Clinicopathologic Features and Response to Therapy of NRG1 Fusion–Driven Lung Cancers - Episode 5
In this edition of Between the Lines, D. Ross Camidge, MD, PhD, and Alexander I. Spira, MD, PhD, examined preclinical data for seribantumab in patient-derived cell lines with NRG1 fusions.1
These early results for the anti-HER3 antibody in NRG1-rearranged lung and breast cancer cells demonstrated the agent’s ability to inhibit growth and signaling activation of 4 ErbB family members, which led to NRG1 fusion–dependent tumorigenesis in vitro and in vivo.
What HER3 does when it’s active, explained Camidge, director of the Thoracic Oncology Clinical and Clinical Research Programs at the University of Colorado in Aurora, “is partner with different members of the family—mostly HER2, but also [sometimes] with EGFR and HER4—causing signaling, and that seems to drive some cancers.”
“You’re actually not directly targeting the NRG1, but you’re targeting its partner, HER3, which is just a different way to think about things when you think about typical targetable mutations,” responded Spira, a director of Virginia Cancer Specialists. A challenge, he added, “is that we’re looking at a very small percentage of cancer patients. Probably fewer than 1% of patients with cancer have this targetable fusion, although like most targetable mutations, when you have it, it appears to be very active.”
In the study, cancer cell lines with NRG1 fusions or amplifications were compared with cells that did not harbor any aberrations in NRG1. Results indicated that treatment with either afatinib (Gilotif) or seribantumab resulted in reduced growth of NRG1 fusion–positive cell lines in a dose-dependent manner, whereas non–NRG1-altered cell lines saw minimal effect.
Additional examination into seribantumab’s effect on NRG1-β1 in one cell line—which caused increased phosphorylation of EGFR, HER3, and HER4 receptors in a dose-dependent manner—demonstrated that inhibition of HER3 with the agent was able to efficiently block NRG1-dependent cell proliferation. Other cellular processes suggest that seribantumab induces apoptosis of NRG1 fusion–positive breast and lung cancer cell lines and can inhibit phosphorylation of downstream mediators of NRG1-altered cells.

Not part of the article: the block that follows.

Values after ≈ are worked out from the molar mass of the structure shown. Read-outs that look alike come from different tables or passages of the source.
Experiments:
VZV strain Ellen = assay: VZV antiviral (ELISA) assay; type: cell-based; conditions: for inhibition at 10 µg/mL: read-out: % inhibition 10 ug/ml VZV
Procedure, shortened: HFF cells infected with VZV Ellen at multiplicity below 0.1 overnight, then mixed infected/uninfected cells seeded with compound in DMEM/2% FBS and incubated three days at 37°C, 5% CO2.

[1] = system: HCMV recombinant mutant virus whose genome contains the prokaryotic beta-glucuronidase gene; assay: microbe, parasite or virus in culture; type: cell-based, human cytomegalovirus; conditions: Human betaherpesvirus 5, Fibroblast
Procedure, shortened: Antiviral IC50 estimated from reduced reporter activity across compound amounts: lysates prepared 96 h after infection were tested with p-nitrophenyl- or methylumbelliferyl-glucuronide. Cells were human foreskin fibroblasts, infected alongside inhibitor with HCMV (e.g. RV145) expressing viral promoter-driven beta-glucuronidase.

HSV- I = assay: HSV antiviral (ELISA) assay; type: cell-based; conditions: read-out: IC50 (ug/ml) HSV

In patient-derived xenograft models of ovarian and non–small cell lung cancer (NSCLC), tumor regression of 50% to 100% was noted with seribantumab.
In postulating how these data might translate to the clinical setting, Spira commented on the known effects of afatinib in patients. “I had to be reminded about afatinib. A lot of drugs are being studied [for treating tumors with] these NRG1 fusions, [and] we’re not hearing much about afatinib anymore. Given what we know about the toxicity of afatinib and the doses that [are being used] here, that’s probably not a sustainable dose in real life. This explains to me why, if anything, you have a better chance with seribantumab.”
Spira noted a key aspect of the research: the evidence of afatinib’s efficacy in NRG1-altered cell lines. “Afatinib, as a drug, has been around for a long time and has been studied typically in EGFR mutations, but we forget it’s a pan-HER drug. There is activity in these NRG1 fusions as a downstream effect. As I looked at some of the effects of it and where things are, my take-home is it might be a tough drug to give, thinking about the toxicity and the doses achievable.”
“The idea of coming at these from a different point of view with the anti-HER3 antibody is a lot more interesting,” said Camidge. “Seribantumab looks like it’s got the chops to do it; it downregulates the signaling and causes shrinkage.”
Both investigators said efficacy in patients remains to be seen, but ongoing trials are examining the use of seribantumab in patients with NRG1-altered tumors (TABLE).
Alterations in NRG1 are extremely rare, accounting for only about 1% of all cases of NSCLC. However, the ability to successfully target and treat cancers with these alterations makes them important to screen for, lending greater significance to the need for genomic testing.
“It’s a reminder of the importance of next-generation sequencing. If you don’t test, you can’t find for these,” said Spira.
He cited a retrospective review presented at the 2021 American Society of Clinical Oncology Annual Meeting showing that fewer than 50% of patients with metastatic NSCLC in the US Oncology Network were tested for mutations in ALK, BRAF, EGFR, and ROS1, and for PD-L1 expression.2
“Many community-based hospitals and groups are still limiting the testing,” Spira said. “It’s important to make sure we’re testing everybody comprehensively, not just doing assays based on 1, 2, 3, or 5 [tests]. This is a reminder of how important it is to do broad-based testing.”
Editor’s Note: Interview quotes slightly modified for readability.